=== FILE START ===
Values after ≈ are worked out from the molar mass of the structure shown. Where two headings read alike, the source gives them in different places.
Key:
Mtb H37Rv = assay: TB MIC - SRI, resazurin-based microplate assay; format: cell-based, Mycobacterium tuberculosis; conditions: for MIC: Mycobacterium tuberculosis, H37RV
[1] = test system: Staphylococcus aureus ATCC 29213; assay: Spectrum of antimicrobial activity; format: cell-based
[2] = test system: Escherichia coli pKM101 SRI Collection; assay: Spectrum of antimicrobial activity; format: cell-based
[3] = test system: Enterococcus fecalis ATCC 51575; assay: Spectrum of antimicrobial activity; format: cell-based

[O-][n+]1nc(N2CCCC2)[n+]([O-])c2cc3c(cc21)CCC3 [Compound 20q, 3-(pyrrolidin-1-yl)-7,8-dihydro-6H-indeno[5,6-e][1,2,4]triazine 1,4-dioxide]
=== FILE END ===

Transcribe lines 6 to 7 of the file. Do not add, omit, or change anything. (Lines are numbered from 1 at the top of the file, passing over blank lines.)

[3] = test system: Enterococcus fecalis ATCC 51575; assay: Spectrum of antimicrobial activity; format: cell-based

[O-][n+]1nc(N2CCCC2)[n+]([O-])c2cc3c(cc21)CCC3 [Compound 20q, 3-(pyrrolidin-1-yl)-7,8-dihydro-6H-indeno[5,6-e][1,2,4]triazine 1,4-dioxide]